My foodie friend Janel Ovrut Funk, MS RD LDN, is providing this fabulous recipe for Italian Bread Soup in today’s post. Enjoy! Robyn
I’m not a fan of cold weather, despite living in Boston or upstate-NY for my entire life. But if I had to choose one thing I enjoy most about the long, cold winter months of New England, my response is soup. Yes, soup is my favorite thing about winter. There is nothing more comforting than ending a cold, snowy day with a piping hot bowl of soup to thaw you out. And making homemade soup couldn’t be easier, or healthier, since you have control over how much salt you add to your pot, and can jam pack your broth with whatever veggies and whole grains you like.
This Italian Bread Soup became my absolute favorite soup after my Italian roommate introduced me to it a few years ago. I couldn’t get over how creamy and cheese-like it tasted, yet it contained not even a drop of dairy. My husband calls it “Pizza Soup,” saying it tastes just like a hot, cheesy slice in soup form. It is stick-to-your-ribs satisfying, and pairs perfectly with a light side salad, garnished with some beans or nuts for a little protein boost.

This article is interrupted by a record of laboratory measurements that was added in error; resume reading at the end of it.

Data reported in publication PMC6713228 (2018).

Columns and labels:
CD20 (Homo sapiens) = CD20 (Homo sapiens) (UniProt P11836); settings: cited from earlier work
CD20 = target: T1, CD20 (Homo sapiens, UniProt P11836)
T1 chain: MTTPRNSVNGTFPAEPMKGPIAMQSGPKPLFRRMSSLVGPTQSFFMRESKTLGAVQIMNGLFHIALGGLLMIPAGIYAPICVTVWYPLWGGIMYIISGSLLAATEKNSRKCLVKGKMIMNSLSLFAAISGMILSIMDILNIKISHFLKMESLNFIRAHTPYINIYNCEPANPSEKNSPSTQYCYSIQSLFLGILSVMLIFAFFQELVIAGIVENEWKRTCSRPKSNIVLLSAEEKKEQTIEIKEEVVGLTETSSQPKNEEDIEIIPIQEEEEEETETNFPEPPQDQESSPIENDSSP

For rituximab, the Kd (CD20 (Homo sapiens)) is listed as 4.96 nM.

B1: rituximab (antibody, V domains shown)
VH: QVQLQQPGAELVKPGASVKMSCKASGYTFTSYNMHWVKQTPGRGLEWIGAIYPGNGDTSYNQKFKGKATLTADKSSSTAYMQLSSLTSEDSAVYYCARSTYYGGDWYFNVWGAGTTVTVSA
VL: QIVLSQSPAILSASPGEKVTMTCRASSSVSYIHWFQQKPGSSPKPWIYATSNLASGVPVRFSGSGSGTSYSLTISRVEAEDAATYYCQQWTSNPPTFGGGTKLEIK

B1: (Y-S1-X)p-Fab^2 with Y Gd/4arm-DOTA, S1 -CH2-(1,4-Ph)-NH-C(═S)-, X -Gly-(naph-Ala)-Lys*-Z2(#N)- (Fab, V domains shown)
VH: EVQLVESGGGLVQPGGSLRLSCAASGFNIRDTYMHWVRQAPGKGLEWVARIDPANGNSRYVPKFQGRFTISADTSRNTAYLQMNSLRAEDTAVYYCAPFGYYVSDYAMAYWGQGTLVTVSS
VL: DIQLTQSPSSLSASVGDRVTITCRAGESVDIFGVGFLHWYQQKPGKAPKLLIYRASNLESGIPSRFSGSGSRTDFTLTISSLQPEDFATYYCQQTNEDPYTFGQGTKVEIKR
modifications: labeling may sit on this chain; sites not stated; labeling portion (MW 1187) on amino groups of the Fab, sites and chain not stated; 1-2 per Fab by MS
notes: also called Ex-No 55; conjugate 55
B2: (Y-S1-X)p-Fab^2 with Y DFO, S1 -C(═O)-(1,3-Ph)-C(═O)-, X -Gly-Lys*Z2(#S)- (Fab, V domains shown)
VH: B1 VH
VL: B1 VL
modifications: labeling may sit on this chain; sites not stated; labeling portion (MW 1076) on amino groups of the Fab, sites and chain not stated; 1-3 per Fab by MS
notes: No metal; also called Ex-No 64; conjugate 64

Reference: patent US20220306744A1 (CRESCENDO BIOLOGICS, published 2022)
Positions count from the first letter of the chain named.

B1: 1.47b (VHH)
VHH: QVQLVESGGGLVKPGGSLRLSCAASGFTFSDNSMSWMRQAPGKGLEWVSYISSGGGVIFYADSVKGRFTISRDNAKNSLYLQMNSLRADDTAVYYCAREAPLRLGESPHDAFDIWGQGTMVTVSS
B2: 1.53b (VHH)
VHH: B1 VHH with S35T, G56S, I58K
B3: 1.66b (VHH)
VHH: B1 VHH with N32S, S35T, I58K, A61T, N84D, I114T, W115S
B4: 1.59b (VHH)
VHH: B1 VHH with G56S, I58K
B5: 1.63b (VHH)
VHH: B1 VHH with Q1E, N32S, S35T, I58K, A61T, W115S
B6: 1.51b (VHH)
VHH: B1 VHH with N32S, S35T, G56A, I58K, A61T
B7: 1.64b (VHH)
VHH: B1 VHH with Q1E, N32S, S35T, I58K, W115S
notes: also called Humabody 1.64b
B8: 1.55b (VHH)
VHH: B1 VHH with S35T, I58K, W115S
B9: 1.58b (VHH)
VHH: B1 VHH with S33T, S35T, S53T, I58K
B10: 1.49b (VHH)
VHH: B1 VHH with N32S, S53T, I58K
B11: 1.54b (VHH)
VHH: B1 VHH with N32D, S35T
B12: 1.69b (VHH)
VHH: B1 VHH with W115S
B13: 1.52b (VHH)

Ingredients for an extra large batch:
15 oz fresh bread – even a few days old bread is better but fresh is fine, in my opinion
2 (two) 28oz cans diced tomatoes, liquid included
4 cups vegetable broth
1+ cups water as needed
¼ cup olive oil
3 minced garlic cloves
Salt to taste
Red pepper flakes to taste
Bunch of fresh basil, some leaves chopped and some cut into thin ribbons (chiffonade)
1. Cut the crust off of your loaf of bread, then cut or rip bread into bite-sized pieces.
2. Place all ingredients (except extra water and chiffonade basil) in a large soup pot set on medium heat. When the soup begins to boil, lower the heat and cook covered, about 45 minutes, stirring occasionally. Add extra water as needed if you feel it needs a bit more liquid. The soup should be very thick, and the bread should start to dissolve into the liquid.
3. Turn off heat. Using a hand-held immersion blender, blend the soup right in the pot until it reaches a creamy consistency and all of the bread is broken down. You could also scoop some soup into a blender and blend it on low a few batches at a time to get a creamier consistency. Or, if you like the soup more chunky, leave it as is! I like leaving some chunks of bread and tomato in there, so I only run the immersion blender for a few seconds.
4. Ladle soup into bowls and top with basil chiffonade.
Janel Funk is a Boston-based Registered Dietitian who enjoys helping others make healthy changes, one bite at a time. You can follow Janel’s blog, Eat Well with Janel become an Eat Well with Janel fan, and follow her food and nutrition tweets on Twitter